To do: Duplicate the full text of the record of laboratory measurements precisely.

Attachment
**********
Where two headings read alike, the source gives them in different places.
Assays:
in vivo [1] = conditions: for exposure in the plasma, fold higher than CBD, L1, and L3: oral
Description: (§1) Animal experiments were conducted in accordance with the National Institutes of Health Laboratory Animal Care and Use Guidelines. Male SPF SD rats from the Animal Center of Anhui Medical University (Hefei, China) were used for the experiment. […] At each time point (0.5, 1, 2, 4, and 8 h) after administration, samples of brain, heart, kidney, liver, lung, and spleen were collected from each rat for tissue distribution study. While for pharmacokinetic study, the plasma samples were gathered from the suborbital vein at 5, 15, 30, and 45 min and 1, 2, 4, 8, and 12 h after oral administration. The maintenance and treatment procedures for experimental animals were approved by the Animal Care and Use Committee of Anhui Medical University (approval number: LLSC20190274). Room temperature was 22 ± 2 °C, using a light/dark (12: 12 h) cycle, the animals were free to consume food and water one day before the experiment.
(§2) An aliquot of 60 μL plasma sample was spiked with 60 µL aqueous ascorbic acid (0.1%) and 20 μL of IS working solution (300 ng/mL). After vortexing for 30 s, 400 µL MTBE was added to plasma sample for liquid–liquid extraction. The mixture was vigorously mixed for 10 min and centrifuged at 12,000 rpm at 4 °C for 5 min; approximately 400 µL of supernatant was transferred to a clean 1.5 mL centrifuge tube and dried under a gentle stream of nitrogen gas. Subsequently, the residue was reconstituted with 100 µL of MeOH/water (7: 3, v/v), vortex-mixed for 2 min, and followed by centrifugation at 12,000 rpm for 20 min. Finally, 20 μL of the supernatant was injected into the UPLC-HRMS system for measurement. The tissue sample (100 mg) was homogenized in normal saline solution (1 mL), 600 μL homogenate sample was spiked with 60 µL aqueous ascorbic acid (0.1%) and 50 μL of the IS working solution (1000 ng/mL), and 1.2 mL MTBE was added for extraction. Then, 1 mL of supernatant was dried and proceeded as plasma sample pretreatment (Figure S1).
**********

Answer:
Where two headings read alike, the source gives them in different places.
Assays:
in vivo [1] = conditions: for exposure in the plasma, fold higher than CBD, L1, and L3: oral
Description: (§1) Animal experiments were conducted in accordance with the National Institutes of Health Laboratory Animal Care and Use Guidelines. Male SPF SD rats from the Animal Center of Anhui Medical University (Hefei, China) were used for the experiment. […] At each time point (0.5, 1, 2, 4, and 8 h) after administration, samples of brain, heart, kidney, liver, lung, and spleen were collected from each rat for tissue distribution study. While for pharmacokinetic study, the plasma samples were gathered from the suborbital vein at 5, 15, 30, and 45 min and 1, 2, 4, 8, and 12 h after oral administration. The maintenance and treatment procedures for experimental animals were approved by the Animal Care and Use Committee of Anhui Medical University (approval number: LLSC20190274). Room temperature was 22 ± 2 °C, using a light/dark (12: 12 h) cycle, the animals were free to consume food and water one day before the experiment.
(§2) An aliquot of 60 μL plasma sample was spiked with 60 µL aqueous ascorbic acid (0.1%) and 20 μL of IS working solution (300 ng/mL). After vortexing for 30 s, 400 µL MTBE was added to plasma sample for liquid–liquid extraction. The mixture was vigorously mixed for 10 min and centrifuged at 12,000 rpm at 4 °C for 5 min; approximately 400 µL of supernatant was transferred to a clean 1.5 mL centrifuge tube and dried under a gentle stream of nitrogen gas. Subsequently, the residue was reconstituted with 100 µL of MeOH/water (7: 3, v/v), vortex-mixed for 2 min, and followed by centrifugation at 12,000 rpm for 20 min. Finally, 20 μL of the supernatant was injected into the UPLC-HRMS system for measurement. The tissue sample (100 mg) was homogenized in normal saline solution (1 mL), 600 μL homogenate sample was spiked with 60 µL aqueous ascorbic acid (0.1%) and 50 μL of the IS working solution (1000 ng/mL), and 1.2 mL MTBE was added for extraction. Then, 1 mL of supernatant was dried and proceeded as plasma sample pretreatment (Figure S1).